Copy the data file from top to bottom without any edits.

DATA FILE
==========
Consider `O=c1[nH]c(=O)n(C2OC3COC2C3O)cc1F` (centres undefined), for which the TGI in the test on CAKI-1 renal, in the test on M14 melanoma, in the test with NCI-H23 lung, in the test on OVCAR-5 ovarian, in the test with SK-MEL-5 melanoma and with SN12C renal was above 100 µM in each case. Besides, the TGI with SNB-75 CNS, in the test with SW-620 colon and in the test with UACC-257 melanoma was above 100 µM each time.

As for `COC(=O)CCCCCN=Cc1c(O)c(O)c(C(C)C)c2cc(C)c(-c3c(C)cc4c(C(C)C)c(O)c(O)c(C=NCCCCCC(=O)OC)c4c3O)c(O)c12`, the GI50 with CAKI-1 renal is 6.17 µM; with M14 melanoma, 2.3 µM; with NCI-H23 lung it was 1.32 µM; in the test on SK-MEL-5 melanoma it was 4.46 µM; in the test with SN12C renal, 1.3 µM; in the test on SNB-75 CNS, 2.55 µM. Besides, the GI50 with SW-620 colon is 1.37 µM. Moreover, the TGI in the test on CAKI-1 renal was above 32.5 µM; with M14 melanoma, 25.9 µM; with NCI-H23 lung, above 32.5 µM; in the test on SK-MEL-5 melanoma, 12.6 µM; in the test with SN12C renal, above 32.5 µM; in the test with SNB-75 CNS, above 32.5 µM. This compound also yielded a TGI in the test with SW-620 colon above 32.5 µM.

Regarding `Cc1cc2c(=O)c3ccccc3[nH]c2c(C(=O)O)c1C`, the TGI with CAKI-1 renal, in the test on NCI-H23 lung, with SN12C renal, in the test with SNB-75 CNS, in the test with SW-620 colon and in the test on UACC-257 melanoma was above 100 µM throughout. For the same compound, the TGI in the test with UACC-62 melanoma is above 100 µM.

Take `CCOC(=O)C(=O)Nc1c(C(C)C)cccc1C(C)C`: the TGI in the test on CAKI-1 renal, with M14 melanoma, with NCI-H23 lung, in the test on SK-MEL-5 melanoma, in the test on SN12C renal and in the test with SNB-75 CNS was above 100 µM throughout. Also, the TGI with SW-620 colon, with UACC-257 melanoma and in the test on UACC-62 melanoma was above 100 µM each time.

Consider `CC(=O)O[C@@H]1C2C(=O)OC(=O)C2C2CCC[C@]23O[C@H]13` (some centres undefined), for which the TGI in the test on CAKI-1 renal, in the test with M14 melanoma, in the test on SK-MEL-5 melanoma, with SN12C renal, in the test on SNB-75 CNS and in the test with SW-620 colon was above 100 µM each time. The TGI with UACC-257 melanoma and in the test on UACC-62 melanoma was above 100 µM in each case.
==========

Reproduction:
Consider `O=c1[nH]c(=O)n(C2OC3COC2C3O)cc1F` (centres undefined), for which the TGI in the test on CAKI-1 renal, in the test on M14 melanoma, in the test with NCI-H23 lung, in the test on OVCAR-5 ovarian, in the test with SK-MEL-5 melanoma and with SN12C renal was above 100 µM in each case. Besides, the TGI with SNB-75 CNS, in the test with SW-620 colon and in the test with UACC-257 melanoma was above 100 µM each time.

As for `COC(=O)CCCCCN=Cc1c(O)c(O)c(C(C)C)c2cc(C)c(-c3c(C)cc4c(C(C)C)c(O)c(O)c(C=NCCCCCC(=O)OC)c4c3O)c(O)c12`, the GI50 with CAKI-1 renal is 6.17 µM; with M14 melanoma, 2.3 µM; with NCI-H23 lung it was 1.32 µM; in the test on SK-MEL-5 melanoma it was 4.46 µM; in the test with SN12C renal, 1.3 µM; in the test on SNB-75 CNS, 2.55 µM. Besides, the GI50 with SW-620 colon is 1.37 µM. Moreover, the TGI in the test on CAKI-1 renal was above 32.5 µM; with M14 melanoma, 25.9 µM; with NCI-H23 lung, above 32.5 µM; in the test on SK-MEL-5 melanoma, 12.6 µM; in the test with SN12C renal, above 32.5 µM; in the test with SNB-75 CNS, above 32.5 µM. This compound also yielded a TGI in the test with SW-620 colon above 32.5 µM.

Regarding `Cc1cc2c(=O)c3ccccc3[nH]c2c(C(=O)O)c1C`, the TGI with CAKI-1 renal, in the test on NCI-H23 lung, with SN12C renal, in the test with SNB-75 CNS, in the test with SW-620 colon and in the test on UACC-257 melanoma was above 100 µM throughout. For the same compound, the TGI in the test with UACC-62 melanoma is above 100 µM.

Take `CCOC(=O)C(=O)Nc1c(C(C)C)cccc1C(C)C`: the TGI in the test on CAKI-1 renal, with M14 melanoma, with NCI-H23 lung, in the test on SK-MEL-5 melanoma, in the test on SN12C renal and in the test with SNB-75 CNS was above 100 µM throughout. Also, the TGI with SW-620 colon, with UACC-257 melanoma and in the test on UACC-62 melanoma was above 100 µM each time.

Consider `CC(=O)O[C@@H]1C2C(=O)OC(=O)C2C2CCC[C@]23O[C@H]13` (some centres undefined), for which the TGI in the test on CAKI-1 renal, in the test with M14 melanoma, in the test on SK-MEL-5 melanoma, with SN12C renal, in the test on SNB-75 CNS and in the test with SW-620 colon was above 100 µM each time. The TGI with UACC-257 melanoma and in the test on UACC-62 melanoma was above 100 µM in each case.